As health care workers involved in patient care, many service members rely on you for their medical readiness. Your continued commitment to successfully meet the demands of your job likely means overseeing and delivering timely and accurate services to a large patient caseload as well as dealing with unexpected changes brought on by the coronavirus pandemic.
The holidays – wonderful and joyous as they are – can be an additional source of stress and can disrupt your normal sleep rhythm and relaxation activities. Combined with the stress of being a military health care worker during the ongoing pandemic, we are all at risk of becoming constantly stressed and emotionally overwhelmed.
Fortunately, there are numerous resources and recommendations available to help you engage in positive self-care during the holidays. To maintain your mental and physical well-being, we encourage you to follow these strategies:
- Plan and engage in healthy escapes. During the holidays, consider your self-care needs by deliberately practicing healthy diversions away from the clinic. For example, lose yourself in a hobby, practice meditation, write in a gratitude journal, play music, go on long walks, and exercise. These escapes are useful in relaxing the body and mind, promoting a sense of joy, and countering unhealthy behaviors of isolation and substance misuse or abuse.
- Recall and refocus on the rewards and benefits of your work. Serving as a military health care worker comes with significant rewards and benefits and the holidays are a great time to take inventory of these. For example, take time to reflect on your growth as an individual, your professional development, the connections you’ve made and the knowledge you’ve gained, the importance of your public service, and the opportunities you’ve had to support and enhance the well-being of fellow service members and their families.
- Identify and maintain nurturing relationships. Repeatedly ask yourself, “Who has my six? Whose six do I have?” Consider these questions in relation to your coworkers, family, friends, spiritual advisors, and leaders. During this holiday season, be sure to acknowledge these individuals for their support as their efforts have helped you attain success and maintain balance during this stressful year. Be specific in your thanks and remember to be a source of positive support for others as well.
You remain an integral and essential part of a coordinated effort to unite, sustain, and advance the delivery of patient health care services. We applaud your efforts and commitment! During this holiday season, remember to pause to receive and integrate gratitude from others. Be good to yourself by renewing your commitment to practicing self-care strategies and taking pride in your accomplishments.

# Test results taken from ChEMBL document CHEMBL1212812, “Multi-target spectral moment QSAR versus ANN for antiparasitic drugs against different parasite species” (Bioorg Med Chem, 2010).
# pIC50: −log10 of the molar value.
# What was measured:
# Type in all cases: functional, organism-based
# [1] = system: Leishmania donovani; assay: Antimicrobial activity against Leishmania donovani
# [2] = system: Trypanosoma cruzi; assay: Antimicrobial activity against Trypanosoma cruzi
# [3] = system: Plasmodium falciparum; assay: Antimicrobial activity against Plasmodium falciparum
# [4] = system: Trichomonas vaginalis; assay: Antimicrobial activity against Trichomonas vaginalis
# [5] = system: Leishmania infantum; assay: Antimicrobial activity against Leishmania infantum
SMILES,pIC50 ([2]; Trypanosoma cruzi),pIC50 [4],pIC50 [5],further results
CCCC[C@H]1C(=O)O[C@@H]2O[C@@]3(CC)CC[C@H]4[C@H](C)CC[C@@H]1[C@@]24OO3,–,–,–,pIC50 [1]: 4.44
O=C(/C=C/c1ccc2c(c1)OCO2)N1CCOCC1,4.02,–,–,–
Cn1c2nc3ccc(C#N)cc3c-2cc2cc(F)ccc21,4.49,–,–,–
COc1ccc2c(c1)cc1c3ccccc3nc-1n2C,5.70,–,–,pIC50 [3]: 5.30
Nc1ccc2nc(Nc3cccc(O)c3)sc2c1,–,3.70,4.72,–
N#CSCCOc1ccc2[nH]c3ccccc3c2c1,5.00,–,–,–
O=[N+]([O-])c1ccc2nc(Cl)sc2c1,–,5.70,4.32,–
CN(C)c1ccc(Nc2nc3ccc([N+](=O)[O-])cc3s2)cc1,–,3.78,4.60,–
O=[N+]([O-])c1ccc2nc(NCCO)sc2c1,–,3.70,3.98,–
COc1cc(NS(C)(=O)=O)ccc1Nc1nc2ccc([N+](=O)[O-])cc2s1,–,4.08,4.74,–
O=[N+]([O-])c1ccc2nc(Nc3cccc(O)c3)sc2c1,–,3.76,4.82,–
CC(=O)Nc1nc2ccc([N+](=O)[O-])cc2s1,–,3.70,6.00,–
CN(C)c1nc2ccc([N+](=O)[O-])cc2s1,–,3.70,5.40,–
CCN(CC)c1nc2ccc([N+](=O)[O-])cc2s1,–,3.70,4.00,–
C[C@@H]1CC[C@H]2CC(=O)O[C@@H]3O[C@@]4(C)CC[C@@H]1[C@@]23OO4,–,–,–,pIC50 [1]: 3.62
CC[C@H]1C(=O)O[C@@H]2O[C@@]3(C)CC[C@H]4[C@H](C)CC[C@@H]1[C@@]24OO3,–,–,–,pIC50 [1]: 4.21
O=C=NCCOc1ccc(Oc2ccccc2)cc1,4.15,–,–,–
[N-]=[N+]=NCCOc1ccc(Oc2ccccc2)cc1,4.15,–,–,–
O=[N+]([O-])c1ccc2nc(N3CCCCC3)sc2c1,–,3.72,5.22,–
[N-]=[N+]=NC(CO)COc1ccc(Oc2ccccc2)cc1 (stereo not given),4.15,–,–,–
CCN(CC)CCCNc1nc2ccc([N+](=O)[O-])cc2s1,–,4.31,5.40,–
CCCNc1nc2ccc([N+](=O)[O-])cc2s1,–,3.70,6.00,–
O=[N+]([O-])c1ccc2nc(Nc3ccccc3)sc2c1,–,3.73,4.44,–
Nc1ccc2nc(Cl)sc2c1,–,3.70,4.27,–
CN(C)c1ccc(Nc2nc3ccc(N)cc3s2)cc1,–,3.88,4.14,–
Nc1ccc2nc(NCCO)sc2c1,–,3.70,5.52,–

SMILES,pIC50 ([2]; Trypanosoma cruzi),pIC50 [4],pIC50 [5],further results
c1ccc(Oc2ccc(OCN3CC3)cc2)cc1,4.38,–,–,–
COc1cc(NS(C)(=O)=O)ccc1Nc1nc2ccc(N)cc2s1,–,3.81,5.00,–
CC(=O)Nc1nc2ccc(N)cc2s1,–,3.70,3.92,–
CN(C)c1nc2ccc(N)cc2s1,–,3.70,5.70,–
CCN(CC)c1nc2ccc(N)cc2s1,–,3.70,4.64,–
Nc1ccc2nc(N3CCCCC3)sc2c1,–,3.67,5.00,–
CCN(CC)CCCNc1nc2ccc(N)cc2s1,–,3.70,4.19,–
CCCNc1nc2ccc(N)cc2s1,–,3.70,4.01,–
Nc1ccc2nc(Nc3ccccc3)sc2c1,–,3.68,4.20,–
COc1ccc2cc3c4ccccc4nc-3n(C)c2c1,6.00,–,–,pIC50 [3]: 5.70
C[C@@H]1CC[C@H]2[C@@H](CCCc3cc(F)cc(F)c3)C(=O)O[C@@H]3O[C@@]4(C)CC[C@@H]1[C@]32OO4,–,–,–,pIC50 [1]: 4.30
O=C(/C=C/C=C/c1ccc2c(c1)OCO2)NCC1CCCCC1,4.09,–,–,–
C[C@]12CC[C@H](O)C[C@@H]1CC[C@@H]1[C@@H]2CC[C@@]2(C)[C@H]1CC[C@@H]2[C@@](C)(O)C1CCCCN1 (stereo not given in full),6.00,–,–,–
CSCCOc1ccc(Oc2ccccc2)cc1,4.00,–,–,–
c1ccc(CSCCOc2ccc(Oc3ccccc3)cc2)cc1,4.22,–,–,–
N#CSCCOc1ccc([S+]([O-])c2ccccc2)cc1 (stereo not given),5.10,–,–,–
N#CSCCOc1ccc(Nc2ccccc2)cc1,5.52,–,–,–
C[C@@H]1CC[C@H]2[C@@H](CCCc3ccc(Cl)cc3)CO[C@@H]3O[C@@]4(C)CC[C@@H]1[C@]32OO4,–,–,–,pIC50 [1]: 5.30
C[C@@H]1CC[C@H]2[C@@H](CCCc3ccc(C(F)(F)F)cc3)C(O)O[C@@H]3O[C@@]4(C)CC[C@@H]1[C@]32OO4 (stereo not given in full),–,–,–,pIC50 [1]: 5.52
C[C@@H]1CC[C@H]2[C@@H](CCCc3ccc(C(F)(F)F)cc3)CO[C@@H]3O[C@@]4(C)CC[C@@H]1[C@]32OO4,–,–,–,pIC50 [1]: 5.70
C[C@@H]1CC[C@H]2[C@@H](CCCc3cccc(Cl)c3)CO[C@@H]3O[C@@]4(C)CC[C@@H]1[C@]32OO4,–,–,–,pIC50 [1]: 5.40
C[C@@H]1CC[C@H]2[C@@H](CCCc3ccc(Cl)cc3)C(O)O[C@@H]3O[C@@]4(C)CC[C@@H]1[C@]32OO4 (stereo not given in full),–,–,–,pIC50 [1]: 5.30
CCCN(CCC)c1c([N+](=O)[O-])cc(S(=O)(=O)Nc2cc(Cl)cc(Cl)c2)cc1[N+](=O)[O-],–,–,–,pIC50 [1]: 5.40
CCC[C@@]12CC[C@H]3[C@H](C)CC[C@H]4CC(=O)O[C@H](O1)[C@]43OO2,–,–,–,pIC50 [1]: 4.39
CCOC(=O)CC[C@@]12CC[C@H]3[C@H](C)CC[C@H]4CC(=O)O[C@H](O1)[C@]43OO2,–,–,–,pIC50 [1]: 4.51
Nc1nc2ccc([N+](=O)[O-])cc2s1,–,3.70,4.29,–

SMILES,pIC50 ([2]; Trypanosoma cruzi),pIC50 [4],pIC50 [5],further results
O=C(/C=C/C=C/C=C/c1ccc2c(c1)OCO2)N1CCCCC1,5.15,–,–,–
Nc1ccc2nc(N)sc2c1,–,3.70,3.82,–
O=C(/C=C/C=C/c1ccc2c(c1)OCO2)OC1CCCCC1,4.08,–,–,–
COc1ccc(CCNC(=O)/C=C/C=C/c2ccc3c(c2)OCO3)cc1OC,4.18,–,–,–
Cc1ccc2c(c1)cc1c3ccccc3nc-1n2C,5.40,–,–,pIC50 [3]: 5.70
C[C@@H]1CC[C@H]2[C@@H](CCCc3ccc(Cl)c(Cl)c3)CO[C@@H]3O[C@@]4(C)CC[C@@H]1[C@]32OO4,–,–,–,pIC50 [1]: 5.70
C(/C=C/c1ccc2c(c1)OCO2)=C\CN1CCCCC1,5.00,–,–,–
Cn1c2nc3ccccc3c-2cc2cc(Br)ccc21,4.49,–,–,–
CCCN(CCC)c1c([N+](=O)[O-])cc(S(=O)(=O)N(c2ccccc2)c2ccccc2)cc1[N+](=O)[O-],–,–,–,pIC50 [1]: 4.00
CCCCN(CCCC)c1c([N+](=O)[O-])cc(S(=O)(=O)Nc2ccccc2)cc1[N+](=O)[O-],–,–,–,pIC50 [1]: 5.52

Finally, remember that you are never alone. Ask for help or support when your efforts to reduce stress aren’t successful. And be aware that health care workers are not immune to suicide risk. If you or someone you know is in need of immediate help, call:
- U.S. Emergency Services: 911
- Military Crisis Line: 800-273-8255, press 1
Dr. Magaletta is a contracted psychologist subject matter expert for clinical care at the Psychological Health Center of Excellence. He has a doctorate in clinical psychology and has administrative, research, training, and practice experience in public health, safety, and educational systems.
Dr. Dean is a contracted psychologist subject matter expert for clinical care at the Psychological Health Center of Excellence. She has a doctorate in clinical psychology and has both civilian and military experience in administrative, research, training and practice experience working with service members and veterans as an inpatient neuropsychologist, trauma counselor, crisis/suicide prevention and intervention officer, applied suicide intervention skills trainer (ASIST T4T), master resilience trainer, pharmaceutical clinical research consultant, and a sexual harassment/assault response coordinator.
The views expressed in Clinician's Corner blogs are solely those of the author and do not necessarily reflect the opinion of the Psychological Health Center of Excellence or Department of Defense.